Students with dyslexia who choose to attend college must meet the same admission requirements as students without disabilities. These students may be particularly challenged by the expectation that all college students practice more independent behaviors. The Individuals with Disabilities Education Act (IDEA) mandates that students with learning disabilities in kindergarten through twelfth grade (K-12) have access to a host of accommodations and services such as special classes, individual instruction, and alternative testing. These services are not required by law in the college environment and usually are not available. When students transition to college, they are protected by Section 504 and the Americans with Disabilities Act (ADA). These laws assure that students with learning disabilities receive reasonable accommodations, but do not include the types and levels of services required by the IDEA.
Once enrolled in a college or university, students must request accommodations and provide documentation prepared by a qualified professional. This step is essential if students are to receive accommodations in classes. Because of a misguided desire to assert independence or because of negative experiences with the IDEA in high school, some students refuse to request accommodations. Advisors who become aware of such a situation should encourage these students to request accommodations.
Because the symptoms of dyslexia vary from student to student, it is important that students with dyslexia become knowledgeable about their disability so they can discuss the academic accommodations they need to be successful. Students with learning disabilities report viewing faculty as one of the variables in their academic success. Initially, advisors may need to assist students with dyslexia in communicating their needs to individual faculty members. Advisors can role play disclosure conversations with students and help students set up appointments with professors to discuss accommodations.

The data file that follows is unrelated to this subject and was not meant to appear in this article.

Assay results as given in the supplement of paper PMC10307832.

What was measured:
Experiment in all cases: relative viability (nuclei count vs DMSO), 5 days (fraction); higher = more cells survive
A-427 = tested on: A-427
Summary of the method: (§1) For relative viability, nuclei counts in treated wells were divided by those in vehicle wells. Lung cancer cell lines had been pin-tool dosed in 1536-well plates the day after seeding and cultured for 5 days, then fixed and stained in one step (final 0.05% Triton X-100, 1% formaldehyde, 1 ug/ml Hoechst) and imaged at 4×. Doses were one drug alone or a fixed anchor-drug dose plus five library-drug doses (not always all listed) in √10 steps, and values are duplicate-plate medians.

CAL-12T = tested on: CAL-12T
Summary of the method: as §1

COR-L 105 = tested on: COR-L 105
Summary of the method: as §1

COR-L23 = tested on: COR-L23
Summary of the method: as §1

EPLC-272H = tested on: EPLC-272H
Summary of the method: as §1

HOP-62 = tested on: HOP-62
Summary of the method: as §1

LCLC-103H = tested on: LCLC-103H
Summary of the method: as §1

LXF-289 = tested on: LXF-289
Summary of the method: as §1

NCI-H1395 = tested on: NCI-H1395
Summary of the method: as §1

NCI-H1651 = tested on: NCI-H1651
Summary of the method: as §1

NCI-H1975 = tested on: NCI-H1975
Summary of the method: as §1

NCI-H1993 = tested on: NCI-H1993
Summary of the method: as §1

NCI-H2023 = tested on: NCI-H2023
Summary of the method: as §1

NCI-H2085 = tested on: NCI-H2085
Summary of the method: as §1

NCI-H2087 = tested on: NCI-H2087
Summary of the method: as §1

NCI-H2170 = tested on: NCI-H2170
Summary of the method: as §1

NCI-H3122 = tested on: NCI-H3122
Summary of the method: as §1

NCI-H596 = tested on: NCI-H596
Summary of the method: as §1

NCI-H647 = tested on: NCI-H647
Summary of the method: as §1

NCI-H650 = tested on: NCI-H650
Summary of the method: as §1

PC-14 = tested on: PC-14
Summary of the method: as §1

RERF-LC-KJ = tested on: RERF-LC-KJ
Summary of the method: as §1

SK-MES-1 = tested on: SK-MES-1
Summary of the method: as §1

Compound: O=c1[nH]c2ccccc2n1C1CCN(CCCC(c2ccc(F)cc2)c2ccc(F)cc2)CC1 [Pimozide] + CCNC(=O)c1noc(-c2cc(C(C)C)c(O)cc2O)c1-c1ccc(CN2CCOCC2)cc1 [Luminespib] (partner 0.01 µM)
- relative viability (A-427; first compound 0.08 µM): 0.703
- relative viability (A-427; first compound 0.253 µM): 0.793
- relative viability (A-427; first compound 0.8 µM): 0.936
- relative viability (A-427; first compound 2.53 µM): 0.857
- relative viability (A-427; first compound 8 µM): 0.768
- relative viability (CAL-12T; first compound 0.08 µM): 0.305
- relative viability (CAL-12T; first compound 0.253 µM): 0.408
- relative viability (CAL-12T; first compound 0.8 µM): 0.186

College students with learning disabilities are typically intelligent and motivated. Many are gifted and when provided with appropriate and reasonable accommodations, can be successful in college with a little help from their advisors.
The Advising Students with Disabilities Commission invites discussion regarding this article or other issues surrounding advising students with disabilities on the Commission’s electronic list.
Wanda M. Hadley
University of Dayton
Julie Q. Morrison
University of Dayton
Leslie L. Hemphill
Cloud County Community College
Association on Higher Education and Disability. (2001). College students with learning disabilities. University of Massachusetts, Boston.
Association on Higher Education and Disability. (2002). College students who have adhd. University of Massachusetts, Boston.
Hadley, W. M. (in press). The transition and adjustment to academic expectations of first-year students with specific learning disabilities: The initial follow-up study. Journal of College Orientation and Transition.
Hadley, W. M., Twale, D. J., & Evans, J. (2003). First year students with specific learning disabilities: Transition and adjustment to academic expectations. Journal of College Orientation and Transition, 11 (1), 35-46.
Cite this article using APA style as: Hadley, W., Morrison, J. & Hemphill, L. (2005, June). First-year students with dyslexia transitioning to college. Academic Advising Today, 28(2). [insert url here]